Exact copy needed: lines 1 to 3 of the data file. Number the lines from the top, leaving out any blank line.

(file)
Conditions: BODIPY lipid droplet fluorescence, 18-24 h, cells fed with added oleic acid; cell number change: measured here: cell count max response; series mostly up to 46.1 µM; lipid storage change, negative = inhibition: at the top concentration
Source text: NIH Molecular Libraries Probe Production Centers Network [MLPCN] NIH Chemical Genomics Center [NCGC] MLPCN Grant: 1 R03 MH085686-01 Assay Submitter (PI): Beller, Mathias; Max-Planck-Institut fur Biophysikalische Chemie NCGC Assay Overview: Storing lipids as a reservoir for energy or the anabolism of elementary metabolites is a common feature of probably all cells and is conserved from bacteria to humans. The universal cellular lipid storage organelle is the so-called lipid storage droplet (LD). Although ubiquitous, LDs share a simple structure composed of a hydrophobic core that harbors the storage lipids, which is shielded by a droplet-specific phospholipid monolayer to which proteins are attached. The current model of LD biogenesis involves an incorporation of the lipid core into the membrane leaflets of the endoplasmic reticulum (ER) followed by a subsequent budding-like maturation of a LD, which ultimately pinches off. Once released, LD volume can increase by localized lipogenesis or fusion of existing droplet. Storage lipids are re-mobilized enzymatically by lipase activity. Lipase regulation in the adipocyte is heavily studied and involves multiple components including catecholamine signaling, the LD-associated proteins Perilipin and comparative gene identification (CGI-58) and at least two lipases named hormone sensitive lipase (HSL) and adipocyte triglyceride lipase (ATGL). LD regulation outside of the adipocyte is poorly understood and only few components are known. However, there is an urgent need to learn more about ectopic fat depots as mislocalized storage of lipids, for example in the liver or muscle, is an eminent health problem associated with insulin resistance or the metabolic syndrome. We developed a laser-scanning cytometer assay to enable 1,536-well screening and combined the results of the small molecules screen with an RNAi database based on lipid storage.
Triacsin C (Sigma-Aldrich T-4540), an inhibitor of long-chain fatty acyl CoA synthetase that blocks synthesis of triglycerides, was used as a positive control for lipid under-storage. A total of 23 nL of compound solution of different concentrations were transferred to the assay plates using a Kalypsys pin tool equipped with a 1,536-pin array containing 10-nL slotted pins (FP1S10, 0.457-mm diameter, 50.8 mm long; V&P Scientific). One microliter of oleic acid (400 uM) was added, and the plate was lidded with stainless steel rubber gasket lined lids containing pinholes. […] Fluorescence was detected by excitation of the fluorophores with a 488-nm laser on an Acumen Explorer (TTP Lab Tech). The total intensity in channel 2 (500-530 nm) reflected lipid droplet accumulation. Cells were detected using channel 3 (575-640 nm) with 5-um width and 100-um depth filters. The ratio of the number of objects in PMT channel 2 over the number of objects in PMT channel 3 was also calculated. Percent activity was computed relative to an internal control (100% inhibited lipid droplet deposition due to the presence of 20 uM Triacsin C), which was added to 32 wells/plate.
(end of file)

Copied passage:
Conditions: BODIPY lipid droplet fluorescence, 18-24 h, cells fed with added oleic acid; cell number change: measured here: cell count max response; series mostly up to 46.1 µM; lipid storage change, negative = inhibition: at the top concentration
Source text: NIH Molecular Libraries Probe Production Centers Network [MLPCN] NIH Chemical Genomics Center [NCGC] MLPCN Grant: 1 R03 MH085686-01 Assay Submitter (PI): Beller, Mathias; Max-Planck-Institut fur Biophysikalische Chemie NCGC Assay Overview: Storing lipids as a reservoir for energy or the anabolism of elementary metabolites is a common feature of probably all cells and is conserved from bacteria to humans. The universal cellular lipid storage organelle is the so-called lipid storage droplet (LD). Although ubiquitous, LDs share a simple structure composed of a hydrophobic core that harbors the storage lipids, which is shielded by a droplet-specific phospholipid monolayer to which proteins are attached. The current model of LD biogenesis involves an incorporation of the lipid core into the membrane leaflets of the endoplasmic reticulum (ER) followed by a subsequent budding-like maturation of a LD, which ultimately pinches off. Once released, LD volume can increase by localized lipogenesis or fusion of existing droplet. Storage lipids are re-mobilized enzymatically by lipase activity. Lipase regulation in the adipocyte is heavily studied and involves multiple components including catecholamine signaling, the LD-associated proteins Perilipin and comparative gene identification (CGI-58) and at least two lipases named hormone sensitive lipase (HSL) and adipocyte triglyceride lipase (ATGL). LD regulation outside of the adipocyte is poorly understood and only few components are known. However, there is an urgent need to learn more about ectopic fat depots as mislocalized storage of lipids, for example in the liver or muscle, is an eminent health problem associated with insulin resistance or the metabolic syndrome. We developed a laser-scanning cytometer assay to enable 1,536-well screening and combined the results of the small molecules screen with an RNAi database based on lipid storage.
Triacsin C (Sigma-Aldrich T-4540), an inhibitor of long-chain fatty acyl CoA synthetase that blocks synthesis of triglycerides, was used as a positive control for lipid under-storage. A total of 23 nL of compound solution of different concentrations were transferred to the assay plates using a Kalypsys pin tool equipped with a 1,536-pin array containing 10-nL slotted pins (FP1S10, 0.457-mm diameter, 50.8 mm long; V&P Scientific). One microliter of oleic acid (400 uM) was added, and the plate was lidded with stainless steel rubber gasket lined lids containing pinholes. […] Fluorescence was detected by excitation of the fluorophores with a 488-nm laser on an Acumen Explorer (TTP Lab Tech). The total intensity in channel 2 (500-530 nm) reflected lipid droplet accumulation. Cells were detected using channel 3 (575-640 nm) with 5-um width and 100-um depth filters. The ratio of the number of objects in PMT channel 2 over the number of objects in PMT channel 3 was also calculated. Percent activity was computed relative to an internal control (100% inhibited lipid droplet deposition due to the presence of 20 uM Triacsin C), which was added to 32 wells/plate.